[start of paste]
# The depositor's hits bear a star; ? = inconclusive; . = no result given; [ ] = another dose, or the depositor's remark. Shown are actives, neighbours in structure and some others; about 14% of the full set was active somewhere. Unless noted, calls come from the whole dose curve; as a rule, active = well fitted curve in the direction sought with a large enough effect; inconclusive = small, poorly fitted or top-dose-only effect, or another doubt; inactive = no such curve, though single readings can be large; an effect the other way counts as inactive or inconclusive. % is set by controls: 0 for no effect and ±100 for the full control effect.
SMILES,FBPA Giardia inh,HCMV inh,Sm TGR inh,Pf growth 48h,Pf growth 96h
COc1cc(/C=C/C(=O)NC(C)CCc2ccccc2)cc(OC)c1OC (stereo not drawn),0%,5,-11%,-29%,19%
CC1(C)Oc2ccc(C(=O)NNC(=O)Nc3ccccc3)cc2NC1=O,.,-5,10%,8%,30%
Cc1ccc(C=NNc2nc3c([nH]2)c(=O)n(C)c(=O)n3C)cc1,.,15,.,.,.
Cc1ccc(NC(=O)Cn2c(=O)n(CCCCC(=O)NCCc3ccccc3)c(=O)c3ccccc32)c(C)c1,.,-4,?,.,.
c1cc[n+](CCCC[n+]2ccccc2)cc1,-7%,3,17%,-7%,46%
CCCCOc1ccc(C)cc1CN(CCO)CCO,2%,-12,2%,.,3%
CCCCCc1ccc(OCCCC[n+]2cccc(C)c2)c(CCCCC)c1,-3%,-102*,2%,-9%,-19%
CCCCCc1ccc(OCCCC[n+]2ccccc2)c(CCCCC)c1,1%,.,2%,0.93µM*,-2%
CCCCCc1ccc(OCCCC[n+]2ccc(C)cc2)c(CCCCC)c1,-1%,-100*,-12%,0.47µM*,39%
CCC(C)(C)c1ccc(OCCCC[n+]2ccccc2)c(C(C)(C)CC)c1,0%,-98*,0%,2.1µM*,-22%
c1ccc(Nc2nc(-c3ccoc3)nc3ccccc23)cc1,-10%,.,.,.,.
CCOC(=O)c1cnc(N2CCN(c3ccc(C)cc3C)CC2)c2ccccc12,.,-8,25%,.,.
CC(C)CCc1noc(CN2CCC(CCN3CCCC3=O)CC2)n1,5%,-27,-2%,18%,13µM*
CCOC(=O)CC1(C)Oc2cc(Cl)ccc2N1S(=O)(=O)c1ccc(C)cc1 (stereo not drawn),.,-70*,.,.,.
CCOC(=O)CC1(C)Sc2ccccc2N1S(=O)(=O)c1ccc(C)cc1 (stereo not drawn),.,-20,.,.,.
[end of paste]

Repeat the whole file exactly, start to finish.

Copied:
# The depositor's hits bear a star; ? = inconclusive; . = no result given; [ ] = another dose, or the depositor's remark. Shown are actives, neighbours in structure and some others; about 14% of the full set was active somewhere. Unless noted, calls come from the whole dose curve; as a rule, active = well fitted curve in the direction sought with a large enough effect; inconclusive = small, poorly fitted or top-dose-only effect, or another doubt; inactive = no such curve, though single readings can be large; an effect the other way counts as inactive or inconclusive. % is set by controls: 0 for no effect and ±100 for the full control effect.
SMILES,FBPA Giardia inh,HCMV inh,Sm TGR inh,Pf growth 48h,Pf growth 96h
COc1cc(/C=C/C(=O)NC(C)CCc2ccccc2)cc(OC)c1OC (stereo not drawn),0%,5,-11%,-29%,19%
CC1(C)Oc2ccc(C(=O)NNC(=O)Nc3ccccc3)cc2NC1=O,.,-5,10%,8%,30%
Cc1ccc(C=NNc2nc3c([nH]2)c(=O)n(C)c(=O)n3C)cc1,.,15,.,.,.
Cc1ccc(NC(=O)Cn2c(=O)n(CCCCC(=O)NCCc3ccccc3)c(=O)c3ccccc32)c(C)c1,.,-4,?,.,.
c1cc[n+](CCCC[n+]2ccccc2)cc1,-7%,3,17%,-7%,46%
CCCCOc1ccc(C)cc1CN(CCO)CCO,2%,-12,2%,.,3%
CCCCCc1ccc(OCCCC[n+]2cccc(C)c2)c(CCCCC)c1,-3%,-102*,2%,-9%,-19%
CCCCCc1ccc(OCCCC[n+]2ccccc2)c(CCCCC)c1,1%,.,2%,0.93µM*,-2%
CCCCCc1ccc(OCCCC[n+]2ccc(C)cc2)c(CCCCC)c1,-1%,-100*,-12%,0.47µM*,39%
CCC(C)(C)c1ccc(OCCCC[n+]2ccccc2)c(C(C)(C)CC)c1,0%,-98*,0%,2.1µM*,-22%
c1ccc(Nc2nc(-c3ccoc3)nc3ccccc23)cc1,-10%,.,.,.,.
CCOC(=O)c1cnc(N2CCN(c3ccc(C)cc3C)CC2)c2ccccc12,.,-8,25%,.,.
CC(C)CCc1noc(CN2CCC(CCN3CCCC3=O)CC2)n1,5%,-27,-2%,18%,13µM*
CCOC(=O)CC1(C)Oc2cc(Cl)ccc2N1S(=O)(=O)c1ccc(C)cc1 (stereo not drawn),.,-70*,.,.,.
CCOC(=O)CC1(C)Sc2ccccc2N1S(=O)(=O)c1ccc(C)cc1 (stereo not drawn),.,-20,.,.,.